Are Nutrient Deficiencies Affecting Your Reproductive Health?

It’s normal to feel some morning sickness during pregnancy, especially in the first trimester. But if you’re suffering from symptoms that are atypical for pregnancy, a nutrient deficiency could be the cause. 

Eating nutritiously is easier said than done, but if you’re eating for two—or hoping to be soon—it’s even more important to ensure your body is getting the proper nutrients. Maintaining your and your baby’s health means monitoring your fruit, veggie, dairy, and protein intake. Nutrient deficiencies aren’t unusual during pregnancy, even if you have been eating right. In fact, 90 to 95% of pregnant women are deficient in at least one key nutrient. Because your baby gets all of its nutrients from you, your body uses up more nutrients than usual. According to the Academy of Nutrition and Dietetics, most pregnant women need to consume an extra 340 calories in the second trimester and 450 calories during the third trimester. A woman’s body burns more calories when she’s pregnant, so more needs to be consumed. 

It’s understandable, then, that empty calories won’t provide the necessary nutrients to support your baby’s growth. You can also take fertility supplements women to further boost your health. When you’re in the midst of preparing for your baby’s arrival, choosing names, and buying cute baby clothes, cooking up a nutritious meal for yourself probably isn’t the first thing on your mind. 

You may have noticed some concerning symptoms during your pregnancy that point to a nutrient deficiency, especially if you haven’t been eating well or have a family history of certain conditions. Read on to find out what to eat to help improve your health—and your baby’s—and make sure to talk with your doctor about your specific health history and needs.


Iron deficiency is the top nutritional deficiency in the world (World Health Organization). If you’re experiencing severe hair loss, headaches, dizziness, and coldness, you may be suffering from an iron deficiency. Your body needs extra blood during pregnancy to prevent birth defects in the spinal cord. Iron and folic acid are both essential ingredients in blood. Folic acid can be found in dark green leafy vegetables, beans, peanuts, sunflower seeds, whole grains, liver, and seafood, while iron-rich foods include red meats, chicken, fish, and spinach. 


Choline, an ingredient mostly found in eggs, helps develop your baby’s brain and central nervous system. Choline can also be found in meats, fish, dairy, navy beans, Brussels sprouts, and broccoli. Most fertility supplements women do not contain the daily recommended amount of choline for a pregnant woman—550 milligrams. If you’re experiencing brain fog, nerve tingling, muscle twitching, or difficulty concentrating, you may need to add more choline to your diet.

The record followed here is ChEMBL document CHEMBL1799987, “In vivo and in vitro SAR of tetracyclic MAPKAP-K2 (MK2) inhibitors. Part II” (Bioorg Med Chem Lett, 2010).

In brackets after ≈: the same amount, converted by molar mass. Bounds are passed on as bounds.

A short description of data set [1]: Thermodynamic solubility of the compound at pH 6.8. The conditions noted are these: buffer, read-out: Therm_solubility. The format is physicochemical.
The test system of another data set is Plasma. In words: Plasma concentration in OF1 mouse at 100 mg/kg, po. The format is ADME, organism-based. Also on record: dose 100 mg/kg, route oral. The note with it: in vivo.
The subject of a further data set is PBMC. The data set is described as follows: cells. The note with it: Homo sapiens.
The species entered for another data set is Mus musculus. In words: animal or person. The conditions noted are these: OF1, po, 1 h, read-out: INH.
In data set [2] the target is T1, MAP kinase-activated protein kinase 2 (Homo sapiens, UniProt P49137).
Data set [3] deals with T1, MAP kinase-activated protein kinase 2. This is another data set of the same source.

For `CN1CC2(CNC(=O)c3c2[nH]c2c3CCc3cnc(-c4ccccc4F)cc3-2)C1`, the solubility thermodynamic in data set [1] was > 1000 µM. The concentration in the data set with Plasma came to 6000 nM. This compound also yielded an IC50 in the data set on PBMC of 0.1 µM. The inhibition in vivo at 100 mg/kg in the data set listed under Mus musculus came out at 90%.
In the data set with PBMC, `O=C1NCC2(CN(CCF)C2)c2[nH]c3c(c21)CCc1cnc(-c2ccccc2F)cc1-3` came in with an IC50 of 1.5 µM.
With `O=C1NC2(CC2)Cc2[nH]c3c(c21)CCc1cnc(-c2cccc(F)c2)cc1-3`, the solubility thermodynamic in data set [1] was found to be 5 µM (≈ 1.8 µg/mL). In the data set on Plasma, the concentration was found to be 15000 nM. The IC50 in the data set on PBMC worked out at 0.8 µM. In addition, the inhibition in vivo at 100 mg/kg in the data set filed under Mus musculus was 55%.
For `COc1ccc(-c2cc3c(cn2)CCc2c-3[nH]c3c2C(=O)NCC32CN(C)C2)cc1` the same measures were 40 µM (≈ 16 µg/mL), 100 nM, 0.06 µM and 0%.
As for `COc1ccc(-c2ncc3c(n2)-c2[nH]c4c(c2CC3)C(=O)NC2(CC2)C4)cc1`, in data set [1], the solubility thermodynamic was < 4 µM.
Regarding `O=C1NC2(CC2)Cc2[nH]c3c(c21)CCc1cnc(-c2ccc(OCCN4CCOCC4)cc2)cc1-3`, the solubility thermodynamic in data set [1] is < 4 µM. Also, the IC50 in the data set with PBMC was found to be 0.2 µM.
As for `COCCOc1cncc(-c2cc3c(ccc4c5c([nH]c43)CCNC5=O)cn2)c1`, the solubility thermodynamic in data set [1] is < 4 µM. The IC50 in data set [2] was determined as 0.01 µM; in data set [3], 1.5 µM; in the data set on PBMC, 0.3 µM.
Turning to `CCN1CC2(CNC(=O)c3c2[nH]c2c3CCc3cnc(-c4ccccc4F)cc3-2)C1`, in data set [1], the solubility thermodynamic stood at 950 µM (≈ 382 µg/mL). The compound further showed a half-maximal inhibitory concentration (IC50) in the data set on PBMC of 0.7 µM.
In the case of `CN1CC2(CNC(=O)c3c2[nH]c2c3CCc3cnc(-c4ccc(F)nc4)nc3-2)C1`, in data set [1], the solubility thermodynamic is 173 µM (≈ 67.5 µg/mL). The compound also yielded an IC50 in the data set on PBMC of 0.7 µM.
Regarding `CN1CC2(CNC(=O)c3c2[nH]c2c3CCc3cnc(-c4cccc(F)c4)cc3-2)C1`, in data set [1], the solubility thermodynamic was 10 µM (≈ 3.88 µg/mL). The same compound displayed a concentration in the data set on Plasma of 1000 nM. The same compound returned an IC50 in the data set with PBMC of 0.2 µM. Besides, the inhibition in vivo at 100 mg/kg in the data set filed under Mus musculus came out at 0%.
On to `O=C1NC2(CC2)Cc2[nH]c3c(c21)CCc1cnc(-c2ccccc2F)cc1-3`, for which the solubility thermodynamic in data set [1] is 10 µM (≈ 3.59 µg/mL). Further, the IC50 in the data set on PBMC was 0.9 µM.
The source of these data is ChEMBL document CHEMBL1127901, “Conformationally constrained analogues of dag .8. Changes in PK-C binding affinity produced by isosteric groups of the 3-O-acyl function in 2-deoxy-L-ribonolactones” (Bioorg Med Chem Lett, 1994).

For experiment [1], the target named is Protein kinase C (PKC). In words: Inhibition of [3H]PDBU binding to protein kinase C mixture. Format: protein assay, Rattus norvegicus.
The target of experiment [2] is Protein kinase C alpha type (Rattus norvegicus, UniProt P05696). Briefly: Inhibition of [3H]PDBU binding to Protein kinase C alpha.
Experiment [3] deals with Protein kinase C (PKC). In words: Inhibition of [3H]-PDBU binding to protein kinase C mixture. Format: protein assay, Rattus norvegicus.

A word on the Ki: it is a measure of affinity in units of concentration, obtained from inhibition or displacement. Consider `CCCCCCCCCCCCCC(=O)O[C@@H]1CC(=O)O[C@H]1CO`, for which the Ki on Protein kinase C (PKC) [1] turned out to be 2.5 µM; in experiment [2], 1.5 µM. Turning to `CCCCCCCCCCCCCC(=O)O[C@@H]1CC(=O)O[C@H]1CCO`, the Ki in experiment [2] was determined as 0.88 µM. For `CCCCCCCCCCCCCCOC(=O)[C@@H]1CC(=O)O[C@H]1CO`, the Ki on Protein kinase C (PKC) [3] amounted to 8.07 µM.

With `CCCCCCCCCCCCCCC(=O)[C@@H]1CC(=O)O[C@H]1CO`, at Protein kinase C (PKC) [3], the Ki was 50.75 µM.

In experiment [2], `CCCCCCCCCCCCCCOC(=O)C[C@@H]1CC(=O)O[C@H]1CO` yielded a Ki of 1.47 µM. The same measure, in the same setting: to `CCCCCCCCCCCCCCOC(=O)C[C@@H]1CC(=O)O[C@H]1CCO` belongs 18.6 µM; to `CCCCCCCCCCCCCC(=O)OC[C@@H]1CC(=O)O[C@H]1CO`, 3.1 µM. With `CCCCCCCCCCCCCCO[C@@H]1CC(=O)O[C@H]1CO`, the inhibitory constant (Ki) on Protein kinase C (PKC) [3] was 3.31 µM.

Calcium deficiency can cause you to feel sluggish, fatigued, lightheaded, dizzy, unfocused, and restless, although many cases have no obvious symptoms. Proper levels of calcium are essential for your baby’s bone, teeth, and muscle growth. Make sure to look for calcium-rich foods that are pasteurized such as milk, cheese, yogurt, broccoli, tofu, and almonds.

Vitamin Packaging – Photo by: Colin Dunn

Vitamin A 

Most fruits and vegetables contain either Vitamins A, C, D, or E and positively contribute to the health of your baby. Vitamin A is a vital ingredient in developing your baby’s immune system and improving their vision. Leafy green vegetables contain Vitamin A—as well as a plethora of other necessary nutrients. Tomatoes, red bell paper, cantaloupe, mango, milk, and eggs are also great foods to increase your Vitamin A levels. Night blindness and dry eyes are two of the major symptoms of Vitamin A deficiency. 

Vitamin C

Vitamin C deficiency isn’t very common, but symptoms can include bruising, bleeding gums, weakness, fatigue, and a loss of appetite. You probably know that citrus fruits like oranges, lemons, kiwi, and grapefruit are helpful in maintaining your Vitamin C levels. Bell peppers, strawberries, tomatoes, and white potatoes can also help. Vitamin C helps develop babies’ teeth and bones in addition to supporting tissue repair and wound healing for you after pregnancy.

Vitamin D

If you think you’re deficient in Vitamin D, you’ve probably been told to spend more time in the sunlight. While this can help, make sure you plan your hours in the sun carefully. Too much exposure to the sun during pregnancy can actually decrease your folic acid levels. Symptoms of Vitamin D deficiency include muscle weakness and cramps, fatigue, and changes in mood. You can also supplement your Vitamin D intake with prenatal vitamins and foods like salmon, tuna fish, sardines, and beef or cod liver. 

Vitamin E

Foods rich in Vitamin E include nuts and seeds like sunflower seeds, almonds, peanuts, and peanut butter. Greens, pumpkin, and red bell pepper are also helpful. Vitamin E helps your baby’s immune system fight germs and keeps its blood flowing normally. You may be deficient in Vitamin E if you have noticed symptoms of a weak immune system in yourself. Loss of feeling and muscle weakness in the arms and legs are also common.

These are just a few of the most common nutrient deficiencies and symptoms found in pregnant women. Fertility supplements women are a great way to make sure you and your baby are receiving all of the proper vitamins and nutrients in appropriate dosages. Many fertility supplements women include Vitamins A, C, D, and E as well as other crucial vitamins like zinc, magnesium, copper, and riboflavin. Check with your doctor to see which fertility supplements women are right for you!